Maggie O’Farrell (2017) I Am I Am I Am. Seventeen Brushes with Death.

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God always gets the best lines such as ‘before you were I am,’ that’s why he’s God. If you don’t do God, try some Sylvia Plath, ‘I took a deep breath and listened to the old brag of my heart, I am, I am, I am.’ I’d never heard of Maggie O’Farrell, didn’t know she existed until her name appeared on the front cover, plugging another book by a Scottish author, Damian Barr. I hadn’t heard of Barr either and for some reason I thought O’Farrell was Scottish too—she’s from Northern Ireland—but I always try to read the best Scottish writers that are not Scottish. I’ve hit enough bum notes to know O’Farrell is an exceptional writer, she is, she is, she is.

I loved this book for its simplicity and its truth. Good books always resonate with truth. This book jumps back and forward in time, in a naming game, identifying parts of the body. Chapter 1, or the first brush with death, ‘Neck’ (1990).

O’Farrell is eighteen and this is her first summer job, a break with the mundanities of normal life.

This day – and day in which I nearly die – began early for me, just after dawn, my alarm clock leaping into a rattling dance beside the bed. I had to pull on my uniform, leave the caravan and tiptoe down some stone steps into a deserted kitchen, where I flicked on the ovens, the coffee machine, the toasters, where I sliced five large loaves of bread, filled the kettle, folded forty napkins into open-petalled orchids.

This is classic show, not tell. For anybody that’s worked in the service industry (Vera Clarke springs to mind) we know this is a small operation, forty isn’t a great deal of people, but enough to keep you busy. The beauty is in the pretension, napkins aren’t napkins, but orchids. The setup, here is equilibrium; the writer’s job is to destroy it.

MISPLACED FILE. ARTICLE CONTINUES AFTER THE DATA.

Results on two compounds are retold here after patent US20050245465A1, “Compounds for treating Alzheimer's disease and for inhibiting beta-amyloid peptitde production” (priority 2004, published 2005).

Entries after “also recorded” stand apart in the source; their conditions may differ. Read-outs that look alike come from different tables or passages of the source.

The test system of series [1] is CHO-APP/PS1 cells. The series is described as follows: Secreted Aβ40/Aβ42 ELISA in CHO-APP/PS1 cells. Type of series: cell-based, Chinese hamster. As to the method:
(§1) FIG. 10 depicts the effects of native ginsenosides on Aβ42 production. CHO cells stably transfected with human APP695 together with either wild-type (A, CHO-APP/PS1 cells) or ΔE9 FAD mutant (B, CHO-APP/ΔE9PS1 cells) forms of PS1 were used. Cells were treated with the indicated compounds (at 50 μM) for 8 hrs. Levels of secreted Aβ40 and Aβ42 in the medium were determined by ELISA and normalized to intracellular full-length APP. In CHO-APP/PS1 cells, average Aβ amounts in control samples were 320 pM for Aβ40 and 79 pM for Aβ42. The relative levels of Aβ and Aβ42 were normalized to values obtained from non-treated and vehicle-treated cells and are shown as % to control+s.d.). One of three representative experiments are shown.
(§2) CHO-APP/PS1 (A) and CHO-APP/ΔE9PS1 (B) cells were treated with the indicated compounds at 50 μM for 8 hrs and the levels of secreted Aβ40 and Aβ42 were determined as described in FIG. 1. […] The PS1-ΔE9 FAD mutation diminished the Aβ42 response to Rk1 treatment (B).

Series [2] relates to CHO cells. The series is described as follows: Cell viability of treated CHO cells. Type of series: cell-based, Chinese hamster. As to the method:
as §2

But O’Farrell already does that. She leaps back to where the would-be killer lies in wait for her. The reader knows she escaped, ghost writing isn’t real. She begins with the confrontation, the killer first line, all novelists need to attract the reader’s attention and keep us close.

On the path ahead; stepping out from behind a boulder, a man appears.

So this autobiographical story is a thriller. All good stories ask questions.

He straddles the track with both booted feet and he smiles.

It’s the smilers that always get you. Why is the would-be killer smiling?

Jump backwards, (‘Lungs,’ 1988)

I have never cared for gangs, for social tribes, for fitting in. I have known since I was very young that the in-crowd isn’t my crowd; they are not my people.

Jump sideways, (Whole body,’ 1993)

I am here on my way to Hong Kong, because four months ago, I went to look for my degree results…In a year or so, I realise the mess I made of my finals was nothing of the sort, it will seem to me a merciful escape. What I wished I had known, aged twenty-one, as I cycled away from the results board towards the meadow by the river in Cambridge…is that nobody ever asks you what degree you got. It ceases to matter the moment you leave university.

Jump to the present day, (‘Daughter,’) and weep.

…you are reading the story of Persephone to your daughter and you can’t quite believe how pertinent it is, and you wonder what people knew of this then. You and your daughter turn to face each other wordlessly, absorbing the tale of the girl who ate six fateful seeds, condemning herself to the underworld, and the mother who fought to bring her back.

…She is, she is, she is.

 

 

 

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